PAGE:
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From:puppybane
Date:Monday (12/7/09) 2:33pm
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In regards to point #4, November was preprogrammed to be a killing machine, but only triggered by a codephrase. Very different from reprogramming her. However, I don't have any good rationalization for *why* Dewitt chose to kill the handler that way. Seems like it would just reinforce Ballard's mission. Mind you, I was totally convinced they were going to kill Mellie, which was sneaky of them, as I totally assumed she was a doll at the beginning, and then changed my mind.
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From:hujhax
Date:Monday (12/7/09) 5:00pm
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More discussion of that point here.
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From:jefpeanutbutter
Date:Monday (12/7/09) 3:59pm
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Very enjoyable commentary! Also, I have a strong suspicion that if Dushku had in fact thrown down with Tudyk-par acting chops from the beginning, the series never would have been walking on such thin ice with FOX. I think people would have shown up to watch in much greater droves.
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From:hujhax
Date:Monday (12/7/09) 5:01pm
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Thanks!  Yeah, I was wondering about your actor-perspective on the two different multiple-personality portrayals there....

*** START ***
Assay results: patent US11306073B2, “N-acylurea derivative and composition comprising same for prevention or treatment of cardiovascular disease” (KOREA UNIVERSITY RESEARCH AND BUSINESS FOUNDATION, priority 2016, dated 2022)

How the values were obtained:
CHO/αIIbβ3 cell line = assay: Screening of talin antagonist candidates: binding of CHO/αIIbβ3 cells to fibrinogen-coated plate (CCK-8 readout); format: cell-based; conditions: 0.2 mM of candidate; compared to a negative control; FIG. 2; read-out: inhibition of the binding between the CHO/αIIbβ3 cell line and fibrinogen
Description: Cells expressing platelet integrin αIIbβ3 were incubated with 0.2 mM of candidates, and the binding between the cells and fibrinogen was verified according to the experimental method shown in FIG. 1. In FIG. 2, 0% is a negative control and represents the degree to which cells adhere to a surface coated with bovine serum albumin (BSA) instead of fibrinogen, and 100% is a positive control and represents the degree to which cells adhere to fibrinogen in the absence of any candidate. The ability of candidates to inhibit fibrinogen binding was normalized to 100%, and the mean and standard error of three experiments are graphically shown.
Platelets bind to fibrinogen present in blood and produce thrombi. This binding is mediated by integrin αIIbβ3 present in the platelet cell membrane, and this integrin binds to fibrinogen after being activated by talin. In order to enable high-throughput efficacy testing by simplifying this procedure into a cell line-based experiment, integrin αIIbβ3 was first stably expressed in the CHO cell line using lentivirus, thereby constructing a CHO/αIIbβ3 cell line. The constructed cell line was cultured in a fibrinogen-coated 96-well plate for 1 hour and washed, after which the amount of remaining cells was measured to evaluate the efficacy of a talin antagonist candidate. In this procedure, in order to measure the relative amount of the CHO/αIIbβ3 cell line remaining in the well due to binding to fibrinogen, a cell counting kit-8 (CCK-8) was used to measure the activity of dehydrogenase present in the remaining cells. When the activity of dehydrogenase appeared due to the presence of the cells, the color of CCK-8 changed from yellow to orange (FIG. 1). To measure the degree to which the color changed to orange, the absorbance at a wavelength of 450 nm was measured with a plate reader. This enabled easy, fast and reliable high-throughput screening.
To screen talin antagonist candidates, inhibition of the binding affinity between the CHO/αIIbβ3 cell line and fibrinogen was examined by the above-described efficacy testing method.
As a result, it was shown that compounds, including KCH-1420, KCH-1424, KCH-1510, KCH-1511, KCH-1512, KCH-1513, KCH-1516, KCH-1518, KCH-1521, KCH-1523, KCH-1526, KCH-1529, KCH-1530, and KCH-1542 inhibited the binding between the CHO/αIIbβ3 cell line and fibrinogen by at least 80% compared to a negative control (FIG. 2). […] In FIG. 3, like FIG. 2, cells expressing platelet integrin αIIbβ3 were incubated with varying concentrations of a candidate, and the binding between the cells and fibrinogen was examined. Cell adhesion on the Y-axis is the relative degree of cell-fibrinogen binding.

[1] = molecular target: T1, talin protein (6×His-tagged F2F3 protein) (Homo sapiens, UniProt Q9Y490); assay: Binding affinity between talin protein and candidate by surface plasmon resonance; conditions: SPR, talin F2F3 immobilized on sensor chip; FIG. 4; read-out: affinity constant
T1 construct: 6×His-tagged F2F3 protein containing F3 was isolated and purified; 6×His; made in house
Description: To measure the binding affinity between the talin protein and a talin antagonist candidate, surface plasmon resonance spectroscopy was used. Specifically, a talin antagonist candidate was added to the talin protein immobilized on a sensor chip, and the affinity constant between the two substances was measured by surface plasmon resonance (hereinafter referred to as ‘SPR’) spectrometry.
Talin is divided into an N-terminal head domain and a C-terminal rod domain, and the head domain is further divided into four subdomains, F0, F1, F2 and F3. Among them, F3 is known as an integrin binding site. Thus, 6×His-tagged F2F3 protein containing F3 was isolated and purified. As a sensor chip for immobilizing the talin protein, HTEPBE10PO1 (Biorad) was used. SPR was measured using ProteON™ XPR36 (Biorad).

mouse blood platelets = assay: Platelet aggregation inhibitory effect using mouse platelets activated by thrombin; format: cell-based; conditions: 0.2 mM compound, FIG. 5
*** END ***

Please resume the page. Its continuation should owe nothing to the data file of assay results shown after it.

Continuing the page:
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From:innocentsmith
Date:Monday (12/7/09) 4:24pm
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I think I've figured out what bugs me about the 'engagement' storylines: there's no sense of glee.

Yes, this. Exactly. Generally, while watching "Haunted" I fast-forward the A-plot, as the other bits of the episode are, I think, very good. OTOH, it does set up something that's going to be rather important to the overall arc of the show, though you haven't seen that yet. Not that you'd notice, in amidst the dorky mystery plot. (Is it just me, or do Joss Whedon shows always fall down a bit in being convincing when portraying the superrich in their natural environment? What is that?)

If they could remotely turn November into a killing machine in episode nine, why was it so freaky-impossible to do a remote wipe on Echo in the bank heist?

No. See, November was a sleeper agent, meaning her imprint was designed with a switch to "mindless assassin" to be flipped when she heard a verbal cue - the "there are three flowers in a vase" bit. And then she got shifted back to her normal persona another cue. But it was all part of the Mellie-imprint's design.

With Echo in the bank heist, someone (presumably Alpha) did a remote wipe, totally erasing the imprint from her mind. He did this with, as I recall, a kind of old-school modem screech? So that set her back to her doll state. The problem was that the Dollhouse folks didn't have the technology to be able to imprint someone without having them in the chair, so they had no way to reverse it, so they had to send in a new version of the lost imprint, in Sierra, to get the robbers and doll-Echo out.

And didn't they pick the most inconvenient possible way to kill their horrible handler?